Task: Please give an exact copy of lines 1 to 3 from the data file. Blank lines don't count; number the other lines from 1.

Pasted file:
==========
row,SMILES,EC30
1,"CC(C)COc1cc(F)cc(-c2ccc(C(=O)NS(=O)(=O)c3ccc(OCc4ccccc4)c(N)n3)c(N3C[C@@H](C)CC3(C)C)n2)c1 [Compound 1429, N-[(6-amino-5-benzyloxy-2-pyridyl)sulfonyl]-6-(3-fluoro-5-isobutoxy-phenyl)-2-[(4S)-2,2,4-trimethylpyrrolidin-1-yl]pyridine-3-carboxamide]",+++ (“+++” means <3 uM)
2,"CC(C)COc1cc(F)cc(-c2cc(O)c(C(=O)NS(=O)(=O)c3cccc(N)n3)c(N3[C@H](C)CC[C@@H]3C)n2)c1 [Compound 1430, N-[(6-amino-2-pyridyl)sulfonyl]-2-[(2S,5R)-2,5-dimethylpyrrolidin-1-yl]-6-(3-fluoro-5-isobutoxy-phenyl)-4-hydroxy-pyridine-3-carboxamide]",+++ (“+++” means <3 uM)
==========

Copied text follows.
row,SMILES,EC30
1,"CC(C)COc1cc(F)cc(-c2ccc(C(=O)NS(=O)(=O)c3ccc(OCc4ccccc4)c(N)n3)c(N3C[C@@H](C)CC3(C)C)n2)c1 [Compound 1429, N-[(6-amino-5-benzyloxy-2-pyridyl)sulfonyl]-6-(3-fluoro-5-isobutoxy-phenyl)-2-[(4S)-2,2,4-trimethylpyrrolidin-1-yl]pyridine-3-carboxamide]",+++ (“+++” means <3 uM)
2,"CC(C)COc1cc(F)cc(-c2cc(O)c(C(=O)NS(=O)(=O)c3cccc(N)n3)c(N3[C@H](C)CC[C@@H]3C)n2)c1 [Compound 1430, N-[(6-amino-2-pyridyl)sulfonyl]-2-[(2S,5R)-2,5-dimethylpyrrolidin-1-yl]-6-(3-fluoro-5-isobutoxy-phenyl)-4-hydroxy-pyridine-3-carboxamide]",+++ (“+++” means <3 uM)